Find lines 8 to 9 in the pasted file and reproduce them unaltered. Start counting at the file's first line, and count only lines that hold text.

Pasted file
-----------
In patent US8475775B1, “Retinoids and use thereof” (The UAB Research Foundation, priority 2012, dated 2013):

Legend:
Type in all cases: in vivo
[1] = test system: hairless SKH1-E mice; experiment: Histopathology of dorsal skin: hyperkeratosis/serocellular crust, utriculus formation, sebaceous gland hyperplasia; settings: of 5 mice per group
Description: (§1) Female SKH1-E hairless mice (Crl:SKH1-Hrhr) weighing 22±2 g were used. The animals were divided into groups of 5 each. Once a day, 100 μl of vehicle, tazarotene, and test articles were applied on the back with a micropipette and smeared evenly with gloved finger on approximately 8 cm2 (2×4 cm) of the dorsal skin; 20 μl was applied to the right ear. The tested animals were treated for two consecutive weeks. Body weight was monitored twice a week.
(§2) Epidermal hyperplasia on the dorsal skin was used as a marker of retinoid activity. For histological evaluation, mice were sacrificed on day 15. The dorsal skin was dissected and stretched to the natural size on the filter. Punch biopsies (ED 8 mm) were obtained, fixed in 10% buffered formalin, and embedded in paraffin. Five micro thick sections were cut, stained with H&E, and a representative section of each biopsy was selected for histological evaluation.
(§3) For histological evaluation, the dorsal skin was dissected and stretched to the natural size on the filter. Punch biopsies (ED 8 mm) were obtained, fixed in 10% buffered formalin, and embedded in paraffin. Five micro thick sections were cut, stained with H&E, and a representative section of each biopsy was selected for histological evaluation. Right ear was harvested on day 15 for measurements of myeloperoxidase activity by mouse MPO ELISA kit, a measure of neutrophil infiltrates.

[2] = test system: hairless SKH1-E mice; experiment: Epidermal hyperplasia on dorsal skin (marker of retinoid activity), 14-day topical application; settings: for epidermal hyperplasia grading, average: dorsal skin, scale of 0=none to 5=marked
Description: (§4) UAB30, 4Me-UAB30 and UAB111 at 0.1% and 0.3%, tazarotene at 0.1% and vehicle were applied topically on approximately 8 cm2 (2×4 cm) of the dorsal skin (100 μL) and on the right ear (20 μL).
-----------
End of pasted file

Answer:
[2] = test system: hairless SKH1-E mice; experiment: Epidermal hyperplasia on dorsal skin (marker of retinoid activity), 14-day topical application; settings: for epidermal hyperplasia grading, average: dorsal skin, scale of 0=none to 5=marked
Description: (§4) UAB30, 4Me-UAB30 and UAB111 at 0.1% and 0.3%, tazarotene at 0.1% and vehicle were applied topically on approximately 8 cm2 (2×4 cm) of the dorsal skin (100 μL) and on the right ear (20 μL).